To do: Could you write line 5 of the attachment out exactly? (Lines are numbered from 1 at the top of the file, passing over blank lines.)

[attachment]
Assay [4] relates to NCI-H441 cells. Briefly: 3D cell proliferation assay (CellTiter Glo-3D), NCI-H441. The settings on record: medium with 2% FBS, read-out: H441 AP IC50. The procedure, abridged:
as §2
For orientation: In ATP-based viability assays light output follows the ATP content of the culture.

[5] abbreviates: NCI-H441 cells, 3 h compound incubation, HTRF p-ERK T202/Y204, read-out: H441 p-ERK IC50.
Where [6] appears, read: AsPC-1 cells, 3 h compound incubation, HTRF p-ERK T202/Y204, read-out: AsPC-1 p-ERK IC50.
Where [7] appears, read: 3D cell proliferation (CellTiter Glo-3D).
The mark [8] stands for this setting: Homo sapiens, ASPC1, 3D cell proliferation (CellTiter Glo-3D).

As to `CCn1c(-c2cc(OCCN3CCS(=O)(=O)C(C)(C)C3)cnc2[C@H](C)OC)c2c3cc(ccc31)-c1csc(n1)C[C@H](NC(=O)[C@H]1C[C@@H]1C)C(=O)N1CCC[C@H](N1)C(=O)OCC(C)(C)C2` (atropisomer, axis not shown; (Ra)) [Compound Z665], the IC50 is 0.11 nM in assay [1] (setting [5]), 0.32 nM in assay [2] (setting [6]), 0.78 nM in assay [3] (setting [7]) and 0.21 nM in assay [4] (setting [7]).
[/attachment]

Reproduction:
Where [6] appears, read: AsPC-1 cells, 3 h compound incubation, HTRF p-ERK T202/Y204, read-out: AsPC-1 p-ERK IC50.